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Working in Nodejs

As outlined on the getting started page you can easily use the library with Nodejs, but there are some key differences you need to consider.

But first a little history, you can skip this part if you just want to see how things work but felt some folks might be interested. To make selective imports work we need to support es module syntax for client-side environments such as SPFx development. All versions of Nodejs that are currently LTS do not support es modules without flags (as of when this was written). We thought we had a scheme to handle this following the available guidance but ultimately it didn't work across all node versions and we unpublished 2.0.1.

CommonJS Libraries

Because of the difficulties of working with es modules in node we recommend using our mirror packages providing commonjs modules. These can be installed by using the package name and appending -commonjs, such as:

npm install @pnp/sp-commonjs @pnp/nodejs-commonjs

These packages are built from the same source and released at the same time so all updates are included with each release. The only difference is that for the sp-commonjs and graph-commonjs packages we target the "all" preset as the entry point. This makes things a little easier in node where bundle sizes aren't an issue. You can see this in the nodejs-app sample. Here is that sample explained fully:

Install Libraries

We want to make a simple request to SharePoint so we need to first install the modules we need:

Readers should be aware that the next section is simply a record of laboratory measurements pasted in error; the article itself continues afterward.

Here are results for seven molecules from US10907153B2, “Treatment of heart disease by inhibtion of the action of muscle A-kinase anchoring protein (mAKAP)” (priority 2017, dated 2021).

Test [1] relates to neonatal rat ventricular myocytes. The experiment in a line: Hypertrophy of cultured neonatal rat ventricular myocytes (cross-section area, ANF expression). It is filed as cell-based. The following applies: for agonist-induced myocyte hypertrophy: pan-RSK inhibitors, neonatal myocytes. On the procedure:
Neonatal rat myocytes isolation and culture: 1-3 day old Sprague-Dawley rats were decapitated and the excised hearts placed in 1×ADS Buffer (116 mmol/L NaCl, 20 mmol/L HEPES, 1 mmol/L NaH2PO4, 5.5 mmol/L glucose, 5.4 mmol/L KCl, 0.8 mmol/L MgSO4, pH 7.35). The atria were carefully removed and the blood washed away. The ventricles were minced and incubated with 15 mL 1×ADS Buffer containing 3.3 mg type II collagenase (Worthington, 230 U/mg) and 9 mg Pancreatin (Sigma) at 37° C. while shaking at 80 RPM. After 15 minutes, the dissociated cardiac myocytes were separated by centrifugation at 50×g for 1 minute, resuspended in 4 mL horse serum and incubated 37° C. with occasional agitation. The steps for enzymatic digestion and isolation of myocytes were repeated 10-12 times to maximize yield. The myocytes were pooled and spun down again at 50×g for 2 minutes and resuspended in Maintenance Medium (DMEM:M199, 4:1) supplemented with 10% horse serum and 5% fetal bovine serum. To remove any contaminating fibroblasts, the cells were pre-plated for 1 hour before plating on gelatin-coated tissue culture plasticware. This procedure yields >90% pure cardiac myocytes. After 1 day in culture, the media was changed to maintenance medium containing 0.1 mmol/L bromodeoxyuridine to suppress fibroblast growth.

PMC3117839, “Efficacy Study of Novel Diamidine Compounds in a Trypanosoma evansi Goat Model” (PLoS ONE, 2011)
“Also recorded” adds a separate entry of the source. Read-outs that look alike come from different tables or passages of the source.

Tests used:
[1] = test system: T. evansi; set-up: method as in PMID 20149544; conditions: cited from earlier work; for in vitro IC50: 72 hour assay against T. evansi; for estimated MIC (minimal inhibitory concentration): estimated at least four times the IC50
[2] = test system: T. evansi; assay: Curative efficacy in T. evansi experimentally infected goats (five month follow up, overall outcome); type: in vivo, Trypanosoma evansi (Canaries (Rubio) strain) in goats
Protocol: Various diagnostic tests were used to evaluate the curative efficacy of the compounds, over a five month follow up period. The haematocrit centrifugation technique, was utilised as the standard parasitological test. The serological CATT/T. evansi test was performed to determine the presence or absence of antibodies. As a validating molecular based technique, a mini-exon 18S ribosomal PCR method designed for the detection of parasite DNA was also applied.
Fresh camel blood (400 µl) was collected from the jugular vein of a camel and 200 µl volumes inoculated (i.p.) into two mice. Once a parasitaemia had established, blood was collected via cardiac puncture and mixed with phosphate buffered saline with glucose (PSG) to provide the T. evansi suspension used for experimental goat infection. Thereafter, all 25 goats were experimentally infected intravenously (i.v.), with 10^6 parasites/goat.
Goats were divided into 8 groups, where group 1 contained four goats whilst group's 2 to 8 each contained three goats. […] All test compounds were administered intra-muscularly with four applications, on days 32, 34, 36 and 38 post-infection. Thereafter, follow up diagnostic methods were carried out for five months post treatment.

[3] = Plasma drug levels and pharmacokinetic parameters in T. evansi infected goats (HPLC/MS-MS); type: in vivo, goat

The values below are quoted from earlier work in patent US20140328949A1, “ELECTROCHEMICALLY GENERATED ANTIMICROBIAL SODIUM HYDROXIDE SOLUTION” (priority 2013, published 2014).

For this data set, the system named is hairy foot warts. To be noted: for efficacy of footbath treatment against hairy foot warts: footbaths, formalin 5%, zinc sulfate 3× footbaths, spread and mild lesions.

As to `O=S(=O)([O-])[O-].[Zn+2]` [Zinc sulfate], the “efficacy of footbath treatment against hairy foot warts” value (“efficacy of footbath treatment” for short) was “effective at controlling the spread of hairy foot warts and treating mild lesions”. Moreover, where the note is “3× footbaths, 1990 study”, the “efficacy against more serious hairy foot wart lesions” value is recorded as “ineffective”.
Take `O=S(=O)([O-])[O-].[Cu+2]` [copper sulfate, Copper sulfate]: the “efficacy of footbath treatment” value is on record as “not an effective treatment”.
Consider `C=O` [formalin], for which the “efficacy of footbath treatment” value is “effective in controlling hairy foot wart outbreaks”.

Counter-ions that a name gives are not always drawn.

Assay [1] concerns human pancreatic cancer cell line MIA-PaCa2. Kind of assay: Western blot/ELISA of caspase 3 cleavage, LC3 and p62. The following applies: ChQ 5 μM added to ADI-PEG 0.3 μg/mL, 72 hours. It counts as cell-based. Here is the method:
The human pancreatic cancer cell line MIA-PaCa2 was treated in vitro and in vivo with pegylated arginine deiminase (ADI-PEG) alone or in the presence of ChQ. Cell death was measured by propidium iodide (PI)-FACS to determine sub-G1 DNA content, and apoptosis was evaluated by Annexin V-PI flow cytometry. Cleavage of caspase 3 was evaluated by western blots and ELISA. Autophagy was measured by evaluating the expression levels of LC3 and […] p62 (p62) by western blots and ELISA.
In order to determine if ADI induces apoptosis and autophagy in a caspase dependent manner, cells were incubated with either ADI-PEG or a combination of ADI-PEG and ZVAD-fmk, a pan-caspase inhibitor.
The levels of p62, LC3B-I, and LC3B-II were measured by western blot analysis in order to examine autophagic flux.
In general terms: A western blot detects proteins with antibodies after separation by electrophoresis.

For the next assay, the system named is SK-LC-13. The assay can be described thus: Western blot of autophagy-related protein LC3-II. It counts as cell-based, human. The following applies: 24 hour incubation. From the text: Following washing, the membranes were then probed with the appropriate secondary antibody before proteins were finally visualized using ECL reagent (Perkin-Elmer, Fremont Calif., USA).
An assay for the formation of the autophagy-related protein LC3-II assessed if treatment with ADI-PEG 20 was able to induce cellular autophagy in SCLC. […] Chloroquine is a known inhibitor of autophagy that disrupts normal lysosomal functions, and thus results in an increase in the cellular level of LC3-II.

npm install @pnp/sp-commonjs @pnp/nodejs-commonjs --save

We will also install TypeScript:

npm install typescript --save-dev

index.ts

We will create an index.ts file and add the following code. You will need to update the site url, client id, and client secret to your values. This should be done using a settings file or something like Azure KeyVault for production, but for this example it is good enough.

// our imports come from the -commonjs libs
import { SPFetchClient } from "@pnp/nodejs-commonjs";
import { sp } from "@pnp/sp-commonjs";

// we call setup to use the node client
sp.setup({
    sp: {
        fetchClientFactory: () => {
            return new SPFetchClient("{ site url }", "{ client id }", "{ client secret }");
        },
    },
});

async function makeRequest() {

    // make a request to get the web's details
    const w = await sp.web();
    console.log(JSON.stringify(w, null, 2));
}

// get past no await at root of app
makeRequest();

Don't forget you will need to register an app to get the client id and secret.

Add a tsconfig.json

Not strictly necessary but very useful to include a tsconfig.json to control how tsc transpiles your code to JavaScript

{
    "compilerOptions": {
        "module": "commonjs",
        "target": "esnext",
        "moduleResolution": "node",
        "declaration": true,
        "outDir": "dist",
        "skipLibCheck": true,
        "sourceMap": true,
        "lib": [
            "dom",
            "esnext"
        ]
    },
    "files": [
        "./index.ts"
    ]
}

Add an script to package.json

We add the "start" script to the default package.json

{
  "name": "nodejs-app",
  "version": "1.0.0",
  "description": "Sample nodejs app using PnPjs",
  "main": "index.js",
  "scripts": {
    "start": "tsc -p . && node dist/index.js",
    "test": "echo \"Error: no test specified\" && exit 1"
  },
  "author": "",
  "license": "MIT",
  "dependencies": {
    "@pnp/nodejs-commonjs": "^2.0.2-5",
    "@pnp/sp-commonjs": "^2.0.2-5"
  },
  "devDependencies": {
    "typescript": "^3.7.5"
  }
}

Run It!

You can now run your program using:

npm start
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